If we pass anti-discrimation laws that protect homosexuals, it will interfere with our ability to discriminate against homosexuals, and may even lead us to...accept them.
This is the horripilating dystopian vision of Mychal Massie, who sees the Employment Nondiscrimination Act as a huge throbbing penis aimed squarely at his epiglottis.
While the nation's news outlets are riveted on the Jena 6 and O.J. Simpson, an insidious undermining of the workplace advances virtually unnoticed.It's a stark moment of decision. Will American business follow the road to worldly riches paved by powerhouses of bigotry like Dixie Services, or court bankruptcy by emulating pro-perversion also-rans like The Gap, General Mills, and GlaxoSmithKline?
That creeping darkness is the federal Employment Nondiscrimination Act, or ENDA, H.R. 2015. If the proposed measure becomes law, it will add "actual or perceived sexual orientation or gender identity" as a category to the 1964 Civil Rights Act. It would give special employment rights to homosexuals and the transgendered that would not only harm the integrity of faith-based organizations, but it would specifically undermine an employer's ability to grow his/her business in a productive and profitable way.
One of Massie's weirder arguments is that gays aren't sufficiently oppressed (yet) to constitute an oppressed minority, and can therefore be oppressed with impunity:
Homosexuals and cross-dressers may in fact be a lot of things, but an oppressed minority they are not. And I, for one, resent their temerity in suggesting that a rejection of their chosen lifestyle is in any way equivalent to what truly oppressed peoples in this country went through for the right to vote, sit at a lunch counter and/or stay in the hotel of their choice.Since gays aren't oppressed, we mustn't defend their right to stay at a certain hotel or eat at a certain lunch counter or work at a certain job, because that would be an infringement of the business owners' right to discriminate against them.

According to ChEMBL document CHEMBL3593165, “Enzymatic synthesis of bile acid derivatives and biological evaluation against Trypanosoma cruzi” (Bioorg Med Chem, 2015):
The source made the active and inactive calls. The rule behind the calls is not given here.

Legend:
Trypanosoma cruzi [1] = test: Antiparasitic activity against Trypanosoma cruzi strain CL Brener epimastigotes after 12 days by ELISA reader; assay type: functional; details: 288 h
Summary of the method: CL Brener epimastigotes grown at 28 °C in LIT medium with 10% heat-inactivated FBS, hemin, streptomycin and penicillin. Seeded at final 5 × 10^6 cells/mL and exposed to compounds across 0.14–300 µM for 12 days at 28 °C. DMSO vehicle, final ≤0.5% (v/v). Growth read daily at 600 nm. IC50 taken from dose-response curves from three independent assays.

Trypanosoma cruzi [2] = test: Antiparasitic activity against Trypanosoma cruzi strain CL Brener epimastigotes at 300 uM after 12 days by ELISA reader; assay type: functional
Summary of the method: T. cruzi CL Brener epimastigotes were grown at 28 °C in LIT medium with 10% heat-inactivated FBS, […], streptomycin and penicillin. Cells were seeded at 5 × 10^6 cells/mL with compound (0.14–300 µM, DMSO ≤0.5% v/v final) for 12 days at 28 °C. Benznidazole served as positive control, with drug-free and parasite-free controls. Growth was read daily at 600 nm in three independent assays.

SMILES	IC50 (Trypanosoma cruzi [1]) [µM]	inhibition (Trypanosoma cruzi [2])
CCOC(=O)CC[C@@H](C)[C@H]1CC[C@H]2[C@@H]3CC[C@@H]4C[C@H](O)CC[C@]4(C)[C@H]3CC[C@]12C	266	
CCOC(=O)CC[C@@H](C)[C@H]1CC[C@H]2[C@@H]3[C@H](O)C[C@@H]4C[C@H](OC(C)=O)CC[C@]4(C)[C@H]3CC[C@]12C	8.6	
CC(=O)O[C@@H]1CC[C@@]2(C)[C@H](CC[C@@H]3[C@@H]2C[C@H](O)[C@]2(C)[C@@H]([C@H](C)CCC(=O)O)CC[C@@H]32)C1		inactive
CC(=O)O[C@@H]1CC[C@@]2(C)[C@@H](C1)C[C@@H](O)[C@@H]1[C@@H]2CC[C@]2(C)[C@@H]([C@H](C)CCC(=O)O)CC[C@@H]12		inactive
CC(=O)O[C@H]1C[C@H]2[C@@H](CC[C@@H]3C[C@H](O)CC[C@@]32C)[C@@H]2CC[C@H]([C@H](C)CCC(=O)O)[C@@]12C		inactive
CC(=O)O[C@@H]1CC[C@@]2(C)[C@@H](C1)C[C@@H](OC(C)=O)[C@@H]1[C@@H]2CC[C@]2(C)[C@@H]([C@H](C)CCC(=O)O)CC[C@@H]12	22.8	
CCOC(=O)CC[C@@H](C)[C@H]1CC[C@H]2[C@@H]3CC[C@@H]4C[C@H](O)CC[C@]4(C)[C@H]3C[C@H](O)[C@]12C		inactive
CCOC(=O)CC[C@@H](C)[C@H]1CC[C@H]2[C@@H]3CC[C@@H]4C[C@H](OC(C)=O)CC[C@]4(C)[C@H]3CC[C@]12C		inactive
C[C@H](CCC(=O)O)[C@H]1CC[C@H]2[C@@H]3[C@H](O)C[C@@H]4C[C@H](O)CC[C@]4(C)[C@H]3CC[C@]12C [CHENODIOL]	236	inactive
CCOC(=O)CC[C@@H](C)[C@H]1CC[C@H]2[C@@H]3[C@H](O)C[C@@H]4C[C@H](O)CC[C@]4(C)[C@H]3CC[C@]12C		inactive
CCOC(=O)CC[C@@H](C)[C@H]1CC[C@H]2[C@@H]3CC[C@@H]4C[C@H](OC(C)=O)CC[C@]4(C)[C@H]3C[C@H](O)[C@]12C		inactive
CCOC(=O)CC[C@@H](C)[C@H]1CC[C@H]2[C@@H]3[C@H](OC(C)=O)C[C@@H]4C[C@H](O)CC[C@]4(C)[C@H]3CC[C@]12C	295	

Business owners and companies are in business to be successful, and, accordingly, there are acceptable protocols pursuant to same within the martinet [sic] of said business culture.Massie claims that gays are incredibly powerful and wealthy and influential, and simultaneously wants us to believe that accepting their money, or their labor, is a one-way ticket to financial ruin. His argument hinges on the idea that if you can't discriminate against gays, they'll come to work looking like "Boy George in Liza Minnelli 1980s drag makeup, complete in his working girl commuter-friendly disco sneakers."
I'm not so sure. The heterosexual lifestyle is perfectly legal, but straight bank managers don't usually show up for work in sheer bustiers and microskirts, or t-shirts that say "you don't have to be a cat to lick a pussy." Massie realizes that his scenario sounds farfetched, so he backs it up with a truly inspired example of petitio principii:
[I[f the examples I have delineated are not intended and expected outcomes of those supporting ENDA, then why is there a need for such legislation?If Massie hadn't forbidden the comparison, I'd be reminded of the racists who claimed that the civil rights movement existed for no other reason than to give black men access to white women. Since he has, I'm reduced to pointing out that his argument makes no sense at all.
Don't conclude from all this that Massie's a bigot, though. His only real problem with gays is that they force him to dwell obsessively on the ins and outs of gay sex:
In all of the countless discussions and debates in which I have participated, I have never heard it once said that homosexuals are xenobiotic or xenogenetic – the discussions center on the act itself....I have no trouble believing this, since Massie's the only person I've ever seen throw these words around without knowing what they mean.
I also believe that his "countless discussions" of homosexuality "center on the act itself"; I'm sure there are plenty of gay men and women who think about gay sex much less frequently - and avidly - than the typical WND columnist.
Having shown off his attainments in genetics and ecotoxicology, Massie goes on to reveal himself as a modern-day Zeno:
Organizations and companies that have served the public for decades would be forced into adopting that which they are opposed to, or lose their ability to continue serving the public. Where is the civil right in that?It's a tough question. But I'm going to go out on a limb, and say that it's implied in the word "public," which refers to a community of citizens whose civil rights, in Thomas Jefferson's opinion, "have no dependence upon our religious opinions, more than our opinions in physics or geometry."